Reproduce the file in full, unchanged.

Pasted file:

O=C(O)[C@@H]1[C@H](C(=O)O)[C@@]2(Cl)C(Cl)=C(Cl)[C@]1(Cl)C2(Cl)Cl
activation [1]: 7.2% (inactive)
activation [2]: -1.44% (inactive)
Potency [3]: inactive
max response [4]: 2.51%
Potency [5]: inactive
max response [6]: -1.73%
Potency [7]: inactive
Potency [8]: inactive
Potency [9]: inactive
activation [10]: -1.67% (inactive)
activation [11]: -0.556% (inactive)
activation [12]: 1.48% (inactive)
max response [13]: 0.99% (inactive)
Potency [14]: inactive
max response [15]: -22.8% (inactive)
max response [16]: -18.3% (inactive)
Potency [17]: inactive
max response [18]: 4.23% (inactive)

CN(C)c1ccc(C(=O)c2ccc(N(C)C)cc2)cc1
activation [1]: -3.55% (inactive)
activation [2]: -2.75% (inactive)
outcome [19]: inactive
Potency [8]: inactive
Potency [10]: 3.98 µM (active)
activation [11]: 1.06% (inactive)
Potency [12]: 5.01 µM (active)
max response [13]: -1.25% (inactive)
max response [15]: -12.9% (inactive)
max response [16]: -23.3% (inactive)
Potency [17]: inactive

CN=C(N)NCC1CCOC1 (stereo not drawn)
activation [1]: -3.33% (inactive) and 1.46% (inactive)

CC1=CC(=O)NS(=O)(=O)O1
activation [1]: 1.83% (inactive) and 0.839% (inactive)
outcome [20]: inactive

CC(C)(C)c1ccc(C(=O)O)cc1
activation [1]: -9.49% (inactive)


O=C(O)[C@@H]1[C@H](C(=O)O)[C@@]2(Cl)C(Cl)=C(Cl)[C@]1(Cl)C2(Cl)Cl
activation [1]: 7.2% (inactive)
activation [2]: -1.44% (inactive)
Potency [3]: inactive
max response [4]: 2.51%
Potency [5]: inactive
max response [6]: -1.73%
Potency [7]: inactive
Potency [8]: inactive
Potency [9]: inactive
activation [10]: -1.67% (inactive)
activation [11]: -0.556% (inactive)
activation [12]: 1.48% (inactive)
max response [13]: 0.99% (inactive)
Potency [14]: inactive
max response [15]: -22.8% (inactive)
max response [16]: -18.3% (inactive)
Potency [17]: inactive
max response [18]: 4.23% (inactive)

CN(C)c1ccc(C(=O)c2ccc(N(C)C)cc2)cc1
activation [1]: -3.55% (inactive)
activation [2]: -2.75% (inactive)
outcome [19]: inactive
Potency [8]: inactive
Potency [10]: 3.98 µM (active)
activation [11]: 1.06% (inactive)
Potency [12]: 5.01 µM (active)
max response [13]: -1.25% (inactive)
max response [15]: -12.9% (inactive)
max response [16]: -23.3% (inactive)
Potency [17]: inactive

CN=C(N)NCC1CCOC1 (stereo not drawn)
activation [1]: -3.33% (inactive) and 1.46% (inactive)

CC1=CC(=O)NS(=O)(=O)O1
activation [1]: 1.83% (inactive) and 0.839% (inactive)
outcome [20]: inactive

CC(C)(C)c1ccc(C(=O)O)cc1
activation [1]: -9.49% (inactive)